Ramesh Ponnuru directed me to a couple of Wall Street Journal pieces on the German trade surplus. The first, by Greg Ip, argues that President Trump was partly correct in pointing to this as a problem:

President Donald Trump took his bellicose economic agenda abroad last week, blasting Germany for its “very bad” trade surplus–or “evil” as one German newspaper translated it.

Though German Chancellor Angela Merkel did not seem to care for the messenger, she should nonetheless hear the message. While Mr. Trump gets a lot wrong about trade, on this particular point he’s right. Germany’s current account surplus, which combines trade and investment income, is now the world’s largest. Along with China’s, it is a dangerous imbalance that leaves others, including the U.S. and the rest of Europe, worse off.

Not surprisingly, I don’t agree. One of my objections to this argument was made just a week later in the WSJ, this time by Jason Furman:

President Trump is right: Germany’s trade balance is out of whack, and this ought to be called out. Although it’s a fool’s errand to condemn bilateral imbalances in specific industries–such as auto manufacturing–the important truth remains that Germany overall has the world’s largest current-account surplus.

Unfortunately, a fix will not be found in the sort of bilateral trade negotiations Mr. Trump’s comments seem intended to provoke. The solution is the sort of global cooperation Mr. Trump disdains: multilateral engagement on the macroeconomic drivers of the German surplus by European countries, the Group of Seven, the Group of 20 and–yes–even the North Atlantic Treaty Organization.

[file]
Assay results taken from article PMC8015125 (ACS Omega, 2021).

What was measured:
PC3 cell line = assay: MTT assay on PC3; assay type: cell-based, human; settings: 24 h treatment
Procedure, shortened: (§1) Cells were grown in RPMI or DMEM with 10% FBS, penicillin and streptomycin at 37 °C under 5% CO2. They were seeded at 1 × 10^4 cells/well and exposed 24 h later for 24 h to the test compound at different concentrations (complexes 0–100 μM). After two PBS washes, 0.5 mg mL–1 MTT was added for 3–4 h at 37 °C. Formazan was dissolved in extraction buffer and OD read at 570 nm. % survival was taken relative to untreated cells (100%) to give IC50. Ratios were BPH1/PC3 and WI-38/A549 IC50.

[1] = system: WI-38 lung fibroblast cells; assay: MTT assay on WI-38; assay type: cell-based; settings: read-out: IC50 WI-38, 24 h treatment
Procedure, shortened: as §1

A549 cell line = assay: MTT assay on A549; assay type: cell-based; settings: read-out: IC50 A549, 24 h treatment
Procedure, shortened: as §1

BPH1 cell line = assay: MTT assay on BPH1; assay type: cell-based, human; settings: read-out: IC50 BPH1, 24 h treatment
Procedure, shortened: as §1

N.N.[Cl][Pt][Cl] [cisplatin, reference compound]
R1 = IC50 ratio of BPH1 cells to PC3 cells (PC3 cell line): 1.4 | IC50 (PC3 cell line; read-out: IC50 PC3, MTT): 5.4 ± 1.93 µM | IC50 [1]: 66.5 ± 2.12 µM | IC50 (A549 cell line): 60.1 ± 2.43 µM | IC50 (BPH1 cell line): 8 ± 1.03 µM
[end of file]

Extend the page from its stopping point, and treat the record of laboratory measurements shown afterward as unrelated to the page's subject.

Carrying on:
First, the facts. Last year Germany’s current-account surplus was $300 billion, or 8% of its gross domestic product. This largely reflected its trade surplus, but also some net investment income. Germany’s surplus was 50% higher even than China’s, though the German economy is only one-third as big. It wasn’t always this way. In 2000 Germany ran a slight current-account deficit.

The German surplus does not come at American expense in a simplistic, zero-sum sense. The U.S. currently has an unemployment rate of 4.3%. The Federal Reserve appears not to want that figure to go much lower because it views this as close to full employment. So if the U.S. got a boost from increased exports to Germany, the Fed would offset it by raising interest rates faster and lowering domestic demand.

Furman is right, the Fed will offset any negative impact on America’s aggregate demand. So I read the rest of the article, looking for Furman’s explanation of why Trump’s right about the German surplus hurting the US, given that the Fed offsets the impact on AD. And I found . . . nothing.

Instead Furman turns his attention to other countries within the Eurozone:

Other European countries could make a more legitimate zero-sum complaint about Germany, even if they rarely do these days. Trade partners inside the eurozone do not have access to independent monetary tools, and with a single currency there are no exchange rates to adjust. Countries like France and Spain cannot fully offset Germany’s surplus absent prolonged and painful declines in relative wages and prices.

You might assume that Germany’s big surplus is balanced out by big deficits in these two countries. Not so, Spain has a surplus of 1.6% of GDP and France has a deficit of 1.1% of GDP. Their combined current account balance is roughly zero. (Italy has a surplus of 2.4% of GDP.) So how exactly is Germany hurting other Eurozone members?